The mansion tax: a patently bad tax that won't just hit the 'rich'

The mansion tax has been sold to us as a tax on the rich. But as Merryn Somerset Webb explains, it won't just be the rich who will end up paying it.

We've written here several times about the mansion tax. It is interesting because it is effectively a location tax (see previous posts on this). But it is also a shockingly bad idea because it doesn't replace any of the bad taxes we already have. It just piles on top of them.

So, we get stamp duty, we get inheritance tax (some people consider this an income tax on the living, some a property tax on the dead), we get council tax and we get the new mansion tax.

Like all new taxes, this one has been presented by the government as a tax on the rich, and only the rich. But of course, as always turns out to be the case, this is absolute nonsense.All taxes eventually trickle down until they are paid by all but the homeless and destitute (witness income tax). And so it will be with the mansion tax.

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Knight Frank has just done an in-depth study of the £2m-plus property market in the UK (the Lib Dem idea is to tax only those for now) and found that, without extending the tax down to at least all houses costing £1.25m or raising it well above 1% a year, there is no way it will raise the £2bn claimed. Taking it down to £1.25m would mean that around 140,000 households would pay the tax. And that's just in the first year.

Most people will by now be familiar with the concept of fiscal drag (the main means by which our government manages to regularly increase its tax take). Assume that this will be used as much as possible with the mansion tax ie, that the limit for it will not be raised in line with house-price inflation and even if the threshold were set at £2m, there would be 775,500 houses paying the tax within 25 years (that's all houses currently worth £540, 000 or more).

When does your home become a 'mansion'?

The impact of 'fiscal drag' on the number of properties affected by a mansion tax

Swipe to scroll horizontally
Introduction year0%£2,000,00055,000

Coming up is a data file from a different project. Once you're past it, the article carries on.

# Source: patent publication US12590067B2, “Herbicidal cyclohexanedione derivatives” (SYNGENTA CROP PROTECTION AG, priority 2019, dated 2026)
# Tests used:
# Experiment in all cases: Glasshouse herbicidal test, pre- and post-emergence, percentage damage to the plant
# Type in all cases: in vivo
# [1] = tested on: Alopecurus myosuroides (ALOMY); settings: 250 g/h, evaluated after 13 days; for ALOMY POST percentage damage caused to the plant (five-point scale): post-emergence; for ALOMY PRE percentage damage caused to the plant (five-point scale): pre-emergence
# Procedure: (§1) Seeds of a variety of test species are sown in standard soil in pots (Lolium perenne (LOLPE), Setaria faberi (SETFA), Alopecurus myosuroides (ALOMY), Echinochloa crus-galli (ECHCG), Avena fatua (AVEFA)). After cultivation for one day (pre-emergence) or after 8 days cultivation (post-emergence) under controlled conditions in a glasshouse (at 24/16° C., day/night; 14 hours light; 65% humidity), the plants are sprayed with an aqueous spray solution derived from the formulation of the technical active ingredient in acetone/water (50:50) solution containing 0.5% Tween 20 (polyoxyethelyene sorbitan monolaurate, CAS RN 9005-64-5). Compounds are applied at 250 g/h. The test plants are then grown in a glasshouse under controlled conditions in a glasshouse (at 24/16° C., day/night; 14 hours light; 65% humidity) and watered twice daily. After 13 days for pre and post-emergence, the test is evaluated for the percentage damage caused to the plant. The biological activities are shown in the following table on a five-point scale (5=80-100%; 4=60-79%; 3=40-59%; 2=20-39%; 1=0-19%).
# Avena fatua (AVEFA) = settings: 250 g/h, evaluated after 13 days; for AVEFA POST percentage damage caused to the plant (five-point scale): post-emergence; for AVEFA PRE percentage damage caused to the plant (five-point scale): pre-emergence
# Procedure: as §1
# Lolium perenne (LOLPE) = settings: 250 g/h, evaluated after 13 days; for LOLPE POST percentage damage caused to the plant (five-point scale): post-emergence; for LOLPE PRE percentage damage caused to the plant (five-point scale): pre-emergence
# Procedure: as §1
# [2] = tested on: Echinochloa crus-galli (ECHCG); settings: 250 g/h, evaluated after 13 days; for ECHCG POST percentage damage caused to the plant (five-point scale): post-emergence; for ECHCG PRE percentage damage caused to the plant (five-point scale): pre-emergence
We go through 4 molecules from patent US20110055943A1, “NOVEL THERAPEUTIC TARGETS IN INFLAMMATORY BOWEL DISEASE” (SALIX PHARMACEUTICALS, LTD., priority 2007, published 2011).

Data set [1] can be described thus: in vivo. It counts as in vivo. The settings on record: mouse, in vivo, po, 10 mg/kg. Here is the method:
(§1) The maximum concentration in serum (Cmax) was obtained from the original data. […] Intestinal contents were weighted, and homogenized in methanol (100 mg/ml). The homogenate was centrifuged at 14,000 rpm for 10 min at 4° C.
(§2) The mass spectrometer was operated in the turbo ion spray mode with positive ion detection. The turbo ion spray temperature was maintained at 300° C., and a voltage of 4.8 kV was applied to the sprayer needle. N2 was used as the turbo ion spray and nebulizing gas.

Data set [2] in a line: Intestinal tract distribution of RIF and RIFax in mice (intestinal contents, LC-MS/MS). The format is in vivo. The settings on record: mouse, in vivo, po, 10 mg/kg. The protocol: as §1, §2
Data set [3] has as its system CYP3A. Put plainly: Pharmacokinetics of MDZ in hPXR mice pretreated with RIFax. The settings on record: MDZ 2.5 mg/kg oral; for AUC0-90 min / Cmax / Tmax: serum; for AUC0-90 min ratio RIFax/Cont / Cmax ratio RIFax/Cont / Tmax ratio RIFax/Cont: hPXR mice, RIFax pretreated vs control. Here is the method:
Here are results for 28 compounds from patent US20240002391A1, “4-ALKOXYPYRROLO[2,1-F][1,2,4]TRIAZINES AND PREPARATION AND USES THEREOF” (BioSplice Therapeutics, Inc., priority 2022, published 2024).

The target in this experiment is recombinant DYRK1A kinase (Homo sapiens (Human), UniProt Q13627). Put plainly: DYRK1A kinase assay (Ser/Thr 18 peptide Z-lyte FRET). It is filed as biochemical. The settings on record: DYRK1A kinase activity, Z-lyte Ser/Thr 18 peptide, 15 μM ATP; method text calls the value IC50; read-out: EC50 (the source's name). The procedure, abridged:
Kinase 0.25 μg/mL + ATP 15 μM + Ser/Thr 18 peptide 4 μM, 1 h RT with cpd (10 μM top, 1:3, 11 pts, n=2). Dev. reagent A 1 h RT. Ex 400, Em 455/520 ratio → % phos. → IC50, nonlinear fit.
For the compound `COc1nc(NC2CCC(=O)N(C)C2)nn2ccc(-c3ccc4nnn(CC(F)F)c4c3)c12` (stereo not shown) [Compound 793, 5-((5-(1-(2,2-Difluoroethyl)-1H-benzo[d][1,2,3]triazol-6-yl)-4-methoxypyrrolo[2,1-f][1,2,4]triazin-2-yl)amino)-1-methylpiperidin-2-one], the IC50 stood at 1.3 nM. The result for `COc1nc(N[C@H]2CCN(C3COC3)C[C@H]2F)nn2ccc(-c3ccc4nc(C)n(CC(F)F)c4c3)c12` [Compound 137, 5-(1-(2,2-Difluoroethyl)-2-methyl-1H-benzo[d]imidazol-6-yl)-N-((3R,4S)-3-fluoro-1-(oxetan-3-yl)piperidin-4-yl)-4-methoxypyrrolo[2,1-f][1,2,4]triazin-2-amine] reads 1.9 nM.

5 years30%£1,540,00095,200
10 years69%£1,185,000157,300
15 years120%£910,000240,900
20 years185%£700,000419,200
25 years271%£540,000775,500
Source: Knight Frank Residential Research, Land Registry, HMRC, Nationwide
* Assuming the same level of future growth as seen over the last 25 years

Source: Knight Frank

Would all those people be rich? Possibly. But the ownership of a £540,000 house with a mortgage would be a pretty flexible definition of rich (Knight Frank reminds us that the Help to Buy scheme goes up to £600,000).

The truth with this tax (as with all taxes) is that it is designed to look like an attack on the undeserving rich. However, it actually puts in place the infrastructure for a tax attack on the middle classes. Knight Frank, like all estate agents, is obviously predisposed to loath the mansion tax, but their report does still raise all the right points. This is a transparently bad tax as it currently stands. The Lib Dems should give it up.

Merryn Somerset Webb

Merryn Somerset Webb started her career in Tokyo at public broadcaster NHK before becoming a Japanese equity broker at what was then Warburgs. She went on to work at SBC and UBS without moving from her desk in Kamiyacho (it was the age of mergers).

After five years in Japan she returned to work in the UK at Paribas. This soon became BNP Paribas. Again, no desk move was required. On leaving the City, Merryn helped The Week magazine with its City pages before becoming the launch editor of MoneyWeek in 2000 and taking on columns first in the Sunday Times and then in 2009 in the Financial Times

Twenty years on, MoneyWeek is the best-selling financial magazine in the UK. Merryn was its Editor in Chief until 2022. She is now a senior columnist at Bloomberg and host of the Merryn Talks Money podcast -  but still writes for Moneyweek monthly. 

Merryn is also is a non executive director of two investment trusts – BlackRock Throgmorton, and the Murray Income Investment Trust.